There was never a right to an abortive act

Clarke Forsythe writes on the history of the “born-alive rule” in Anglo-American law, highlighting the importance of its history and application for refuting any historically-alleged right to abortion:

Justice Samuel Alito’s leaked draft opinion could be even stronger in refuting the notion that Anglo-American law ever recognized a right to abortion. The draft addresses the common-law history in detail and is powerful in assembling the historical data and describing the contemporary medical context.

But nowhere does the February 10 draft discuss the common-law born-alive rule. The rule — and, more important, its prenatal application — demonstrates conclusively that Anglo-American law never recognized any right to abortion, even before quickening. This is particularly relevant in rebutting the claim of the U.S. solicitor general, Elizabeth Prelogar, who told the Supreme Court that “at the Founding and for decades thereafter, women generally could terminate a pregnancy, at least in its early stages.”

As the draft opinion shows, abortion law was necessarily limited by contemporary medical understanding. The era of the common law — before 1803 when the first English abortion statute was adopted by Parliament — was a time of primitive medicine and high infant mortality. (The stethoscope, for example, wasn’t invented until 1816.) Before modern medicine, the mother’s first sense of fetal movement — called quickening — was the most reliable evidence of a viable (progressing) pregnancy and a live child in utero. That generally occurs around 16 to 18 weeks of pregnancy.

Before quickening, all “signs” of pregnancy were ambiguous, evanescent, and unreliable. The law focused on quickening as the most reliable evidence of pregnancy and fetal life. The quickening rule was an evidentiary rule, as numerous treatises and common-law cases confirm, not — as abortion advocates claim — a substantive rule of humanity or personhood. …

[T]he born-alive rule was adopted as a standard of sufficient evidence of homicide. Live birth — showing signs of life outside at any time of pregnancy — was necessary at the time to connect the dots, to show that an abortive act killed a living prenatal human being. Evidence of live birth was accepted at any stage of pregnancy. There was no gestational limit. …

The born-alive rule, like the quickening rule, was an evidentiary rule. And if the infant was born alive, that evidence of life outside eclipsed the need for the quickening rule.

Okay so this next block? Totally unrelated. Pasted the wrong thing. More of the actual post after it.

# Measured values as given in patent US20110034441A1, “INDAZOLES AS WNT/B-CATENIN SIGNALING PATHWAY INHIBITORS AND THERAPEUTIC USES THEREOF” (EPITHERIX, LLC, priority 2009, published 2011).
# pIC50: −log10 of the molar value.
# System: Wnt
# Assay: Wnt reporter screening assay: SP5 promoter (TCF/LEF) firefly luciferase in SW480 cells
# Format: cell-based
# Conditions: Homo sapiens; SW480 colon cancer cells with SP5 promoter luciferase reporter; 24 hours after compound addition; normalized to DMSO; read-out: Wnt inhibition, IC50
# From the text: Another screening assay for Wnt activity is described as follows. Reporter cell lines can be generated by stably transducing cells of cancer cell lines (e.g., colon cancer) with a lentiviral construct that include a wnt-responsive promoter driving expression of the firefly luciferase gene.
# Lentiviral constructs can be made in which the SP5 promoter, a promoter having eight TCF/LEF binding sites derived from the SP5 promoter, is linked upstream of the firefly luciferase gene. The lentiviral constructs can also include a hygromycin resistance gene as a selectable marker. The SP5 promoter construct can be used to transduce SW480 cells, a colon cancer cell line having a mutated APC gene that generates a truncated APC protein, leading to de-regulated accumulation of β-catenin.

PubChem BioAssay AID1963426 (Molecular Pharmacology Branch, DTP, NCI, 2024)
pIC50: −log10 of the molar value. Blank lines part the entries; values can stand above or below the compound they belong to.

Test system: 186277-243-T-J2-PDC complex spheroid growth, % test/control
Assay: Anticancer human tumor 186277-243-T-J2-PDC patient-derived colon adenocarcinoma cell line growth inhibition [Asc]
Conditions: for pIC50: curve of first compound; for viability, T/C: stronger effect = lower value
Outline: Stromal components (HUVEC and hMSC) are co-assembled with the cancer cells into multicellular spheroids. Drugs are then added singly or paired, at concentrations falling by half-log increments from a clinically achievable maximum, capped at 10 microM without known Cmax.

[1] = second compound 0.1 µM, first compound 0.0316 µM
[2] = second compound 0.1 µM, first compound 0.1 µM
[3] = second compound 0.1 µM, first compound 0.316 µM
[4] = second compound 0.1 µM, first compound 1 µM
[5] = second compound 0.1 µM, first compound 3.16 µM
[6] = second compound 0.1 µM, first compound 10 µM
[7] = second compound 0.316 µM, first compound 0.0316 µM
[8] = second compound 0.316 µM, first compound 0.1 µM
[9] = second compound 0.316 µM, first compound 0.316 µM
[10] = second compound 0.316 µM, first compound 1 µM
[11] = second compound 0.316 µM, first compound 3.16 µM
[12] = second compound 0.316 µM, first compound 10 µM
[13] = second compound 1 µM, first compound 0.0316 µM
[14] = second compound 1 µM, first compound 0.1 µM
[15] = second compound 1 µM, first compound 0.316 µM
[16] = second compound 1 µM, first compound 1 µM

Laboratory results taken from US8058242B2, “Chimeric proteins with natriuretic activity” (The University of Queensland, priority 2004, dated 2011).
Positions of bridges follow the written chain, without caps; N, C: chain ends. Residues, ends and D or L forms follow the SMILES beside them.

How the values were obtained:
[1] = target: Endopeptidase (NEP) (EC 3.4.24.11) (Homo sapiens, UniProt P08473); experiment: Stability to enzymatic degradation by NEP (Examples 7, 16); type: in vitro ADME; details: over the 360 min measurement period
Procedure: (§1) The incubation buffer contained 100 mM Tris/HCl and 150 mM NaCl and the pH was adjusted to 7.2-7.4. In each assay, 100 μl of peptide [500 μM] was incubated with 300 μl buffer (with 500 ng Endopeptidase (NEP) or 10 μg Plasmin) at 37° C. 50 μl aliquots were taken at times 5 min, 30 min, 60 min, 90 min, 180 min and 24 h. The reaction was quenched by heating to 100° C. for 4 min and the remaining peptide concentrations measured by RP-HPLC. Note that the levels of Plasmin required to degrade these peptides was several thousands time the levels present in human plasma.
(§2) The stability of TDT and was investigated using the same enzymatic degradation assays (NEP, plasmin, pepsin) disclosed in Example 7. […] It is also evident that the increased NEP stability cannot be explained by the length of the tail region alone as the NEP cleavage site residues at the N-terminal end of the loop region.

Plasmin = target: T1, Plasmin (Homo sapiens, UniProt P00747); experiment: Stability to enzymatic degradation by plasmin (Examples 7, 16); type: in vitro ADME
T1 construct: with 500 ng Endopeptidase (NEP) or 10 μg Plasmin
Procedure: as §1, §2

Some common-law writers mention the born-alive rule as early as the 1300s. And it was confirmed by cases and legal authorities such as Coke for centuries, but the clearest statement was by William Blackstone in his influential Commentaries on the Laws of England in the 1760s. He held: “To kill a child in its mother’s womb, is now no murder, but a great misprision: but if the child be born alive, and dieth by reason of the potion or bruises it received in the womb, it is murder in such as administered or gave them.” This is the clearest statement of the prenatal application of the born-alive rule.

The born-alive rule shows two things of legal importance that utterly refute Roe v. Wade. First, there was no “right” to an abortive act. An abortive act that resulted in death after birth was a homicide. Second, it shows that the connection of the prenatal act in utero to the death after birth from the prenatal act proved the elements (corpus delecti) of homicide. It showed that the prenatal being and the child after birth were the same individual. If the child was not a human being until after birth — as Justice Blackmun suggested in Roe — then no prenatal act could be relied upon to prove homicide. The prenatal application of the born-alive rule showed that the human entity inside and outside the womb was the same entity in the view of the common law.

The U.S. Supreme Court finally appears set to reverse Roe v. Wade. When it does so, it will be ending one of the most tragic experiments in the history of constitutional law—a 49 year experiment to see whether the strong might get away with denying the very humanity of their most vulnerable brothers and sisters.

Discover more from Tom Shakely

Subscribe (free or paid) to keep reading and get full access.

Continue Reading